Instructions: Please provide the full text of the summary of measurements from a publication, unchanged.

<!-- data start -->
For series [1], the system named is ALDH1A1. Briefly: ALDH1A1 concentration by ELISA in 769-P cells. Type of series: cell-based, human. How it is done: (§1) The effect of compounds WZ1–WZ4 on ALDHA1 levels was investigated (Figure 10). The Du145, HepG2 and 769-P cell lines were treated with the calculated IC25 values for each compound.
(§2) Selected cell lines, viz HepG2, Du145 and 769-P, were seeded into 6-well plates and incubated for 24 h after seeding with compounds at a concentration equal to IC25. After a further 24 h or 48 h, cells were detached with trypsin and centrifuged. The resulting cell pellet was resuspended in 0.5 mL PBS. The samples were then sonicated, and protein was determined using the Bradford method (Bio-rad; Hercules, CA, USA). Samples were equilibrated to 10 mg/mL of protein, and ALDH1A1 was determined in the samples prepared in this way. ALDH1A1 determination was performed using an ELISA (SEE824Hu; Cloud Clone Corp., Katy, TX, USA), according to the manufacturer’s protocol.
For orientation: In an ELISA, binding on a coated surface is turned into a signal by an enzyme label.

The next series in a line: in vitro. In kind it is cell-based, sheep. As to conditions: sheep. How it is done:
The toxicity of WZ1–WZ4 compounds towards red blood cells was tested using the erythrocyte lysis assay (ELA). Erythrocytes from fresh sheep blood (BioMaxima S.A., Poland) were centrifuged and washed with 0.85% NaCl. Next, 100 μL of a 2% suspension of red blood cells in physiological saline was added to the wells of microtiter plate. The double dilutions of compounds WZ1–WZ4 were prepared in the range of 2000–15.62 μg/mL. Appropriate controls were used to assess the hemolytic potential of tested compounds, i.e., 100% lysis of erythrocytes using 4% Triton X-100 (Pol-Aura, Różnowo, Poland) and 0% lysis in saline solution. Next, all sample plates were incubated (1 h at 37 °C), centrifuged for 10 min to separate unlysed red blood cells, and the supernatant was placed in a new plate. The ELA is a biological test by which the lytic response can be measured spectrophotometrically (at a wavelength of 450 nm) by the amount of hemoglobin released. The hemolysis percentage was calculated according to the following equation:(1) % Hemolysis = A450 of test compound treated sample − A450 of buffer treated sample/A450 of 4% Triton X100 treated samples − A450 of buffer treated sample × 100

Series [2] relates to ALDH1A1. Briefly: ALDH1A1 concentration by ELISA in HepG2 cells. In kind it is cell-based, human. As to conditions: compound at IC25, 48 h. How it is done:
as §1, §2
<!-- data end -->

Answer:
For series [1], the system named is ALDH1A1. Briefly: ALDH1A1 concentration by ELISA in 769-P cells. Type of series: cell-based, human. How it is done: (§1) The effect of compounds WZ1–WZ4 on ALDHA1 levels was investigated (Figure 10). The Du145, HepG2 and 769-P cell lines were treated with the calculated IC25 values for each compound.
(§2) Selected cell lines, viz HepG2, Du145 and 769-P, were seeded into 6-well plates and incubated for 24 h after seeding with compounds at a concentration equal to IC25. After a further 24 h or 48 h, cells were detached with trypsin and centrifuged. The resulting cell pellet was resuspended in 0.5 mL PBS. The samples were then sonicated, and protein was determined using the Bradford method (Bio-rad; Hercules, CA, USA). Samples were equilibrated to 10 mg/mL of protein, and ALDH1A1 was determined in the samples prepared in this way. ALDH1A1 determination was performed using an ELISA (SEE824Hu; Cloud Clone Corp., Katy, TX, USA), according to the manufacturer’s protocol.
For orientation: In an ELISA, binding on a coated surface is turned into a signal by an enzyme label.

The next series in a line: in vitro. In kind it is cell-based, sheep. As to conditions: sheep. How it is done:
The toxicity of WZ1–WZ4 compounds towards red blood cells was tested using the erythrocyte lysis assay (ELA). Erythrocytes from fresh sheep blood (BioMaxima S.A., Poland) were centrifuged and washed with 0.85% NaCl. Next, 100 μL of a 2% suspension of red blood cells in physiological saline was added to the wells of microtiter plate. The double dilutions of compounds WZ1–WZ4 were prepared in the range of 2000–15.62 μg/mL. Appropriate controls were used to assess the hemolytic potential of tested compounds, i.e., 100% lysis of erythrocytes using 4% Triton X-100 (Pol-Aura, Różnowo, Poland) and 0% lysis in saline solution. Next, all sample plates were incubated (1 h at 37 °C), centrifuged for 10 min to separate unlysed red blood cells, and the supernatant was placed in a new plate. The ELA is a biological test by which the lytic response can be measured spectrophotometrically (at a wavelength of 450 nm) by the amount of hemoglobin released. The hemolysis percentage was calculated according to the following equation:(1) % Hemolysis = A450 of test compound treated sample − A450 of buffer treated sample/A450 of 4% Triton X100 treated samples − A450 of buffer treated sample × 100

Series [2] relates to ALDH1A1. Briefly: ALDH1A1 concentration by ELISA in HepG2 cells. In kind it is cell-based, human. As to conditions: compound at IC25, 48 h. How it is done:
as §1, §2